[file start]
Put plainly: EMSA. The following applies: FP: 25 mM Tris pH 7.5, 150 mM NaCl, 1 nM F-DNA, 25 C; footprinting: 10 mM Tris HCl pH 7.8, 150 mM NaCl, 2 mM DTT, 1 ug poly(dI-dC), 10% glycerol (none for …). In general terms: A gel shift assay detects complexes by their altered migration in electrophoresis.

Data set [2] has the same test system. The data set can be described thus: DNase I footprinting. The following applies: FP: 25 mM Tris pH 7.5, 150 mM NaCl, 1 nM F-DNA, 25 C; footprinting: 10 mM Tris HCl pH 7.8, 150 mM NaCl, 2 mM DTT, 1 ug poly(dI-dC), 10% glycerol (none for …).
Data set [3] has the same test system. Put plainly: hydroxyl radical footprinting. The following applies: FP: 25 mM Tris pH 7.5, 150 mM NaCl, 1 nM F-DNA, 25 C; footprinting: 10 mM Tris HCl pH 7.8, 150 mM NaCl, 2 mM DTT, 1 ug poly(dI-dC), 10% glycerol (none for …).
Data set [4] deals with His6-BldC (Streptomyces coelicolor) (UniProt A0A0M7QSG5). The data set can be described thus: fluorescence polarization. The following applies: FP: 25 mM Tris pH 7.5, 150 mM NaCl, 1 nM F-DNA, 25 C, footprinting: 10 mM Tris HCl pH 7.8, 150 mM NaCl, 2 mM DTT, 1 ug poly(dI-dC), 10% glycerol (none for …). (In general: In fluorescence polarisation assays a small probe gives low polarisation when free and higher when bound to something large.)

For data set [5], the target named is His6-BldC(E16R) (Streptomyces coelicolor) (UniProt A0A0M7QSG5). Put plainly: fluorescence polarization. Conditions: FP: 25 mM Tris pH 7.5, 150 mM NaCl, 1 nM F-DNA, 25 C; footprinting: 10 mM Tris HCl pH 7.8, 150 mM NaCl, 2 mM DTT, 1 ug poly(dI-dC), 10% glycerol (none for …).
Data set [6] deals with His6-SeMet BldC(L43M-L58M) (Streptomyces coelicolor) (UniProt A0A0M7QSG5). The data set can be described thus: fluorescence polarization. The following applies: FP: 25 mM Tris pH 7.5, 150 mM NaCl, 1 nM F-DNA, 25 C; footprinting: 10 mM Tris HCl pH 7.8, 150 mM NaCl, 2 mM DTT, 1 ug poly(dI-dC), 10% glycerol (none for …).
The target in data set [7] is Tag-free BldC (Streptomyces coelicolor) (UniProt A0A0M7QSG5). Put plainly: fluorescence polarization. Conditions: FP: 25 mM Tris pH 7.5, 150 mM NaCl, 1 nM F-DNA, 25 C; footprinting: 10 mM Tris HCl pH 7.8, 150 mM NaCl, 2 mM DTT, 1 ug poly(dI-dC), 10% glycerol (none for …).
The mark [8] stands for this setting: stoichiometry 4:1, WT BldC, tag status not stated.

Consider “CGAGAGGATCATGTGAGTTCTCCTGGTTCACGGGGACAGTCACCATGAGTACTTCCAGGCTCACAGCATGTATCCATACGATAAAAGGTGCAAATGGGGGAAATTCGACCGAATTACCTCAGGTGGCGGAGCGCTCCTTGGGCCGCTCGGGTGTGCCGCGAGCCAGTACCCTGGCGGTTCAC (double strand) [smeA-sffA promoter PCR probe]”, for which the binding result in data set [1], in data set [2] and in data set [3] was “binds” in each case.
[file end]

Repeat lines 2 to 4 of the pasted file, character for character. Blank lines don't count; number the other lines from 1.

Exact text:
Data set [2] has the same test system. The data set can be described thus: DNase I footprinting. The following applies: FP: 25 mM Tris pH 7.5, 150 mM NaCl, 1 nM F-DNA, 25 C; footprinting: 10 mM Tris HCl pH 7.8, 150 mM NaCl, 2 mM DTT, 1 ug poly(dI-dC), 10% glycerol (none for …).
Data set [3] has the same test system. Put plainly: hydroxyl radical footprinting. The following applies: FP: 25 mM Tris pH 7.5, 150 mM NaCl, 1 nM F-DNA, 25 C; footprinting: 10 mM Tris HCl pH 7.8, 150 mM NaCl, 2 mM DTT, 1 ug poly(dI-dC), 10% glycerol (none for …).
Data set [4] deals with His6-BldC (Streptomyces coelicolor) (UniProt A0A0M7QSG5). The data set can be described thus: fluorescence polarization. The following applies: FP: 25 mM Tris pH 7.5, 150 mM NaCl, 1 nM F-DNA, 25 C, footprinting: 10 mM Tris HCl pH 7.8, 150 mM NaCl, 2 mM DTT, 1 ug poly(dI-dC), 10% glycerol (none for …). (In general: In fluorescence polarisation assays a small probe gives low polarisation when free and higher when bound to something large.)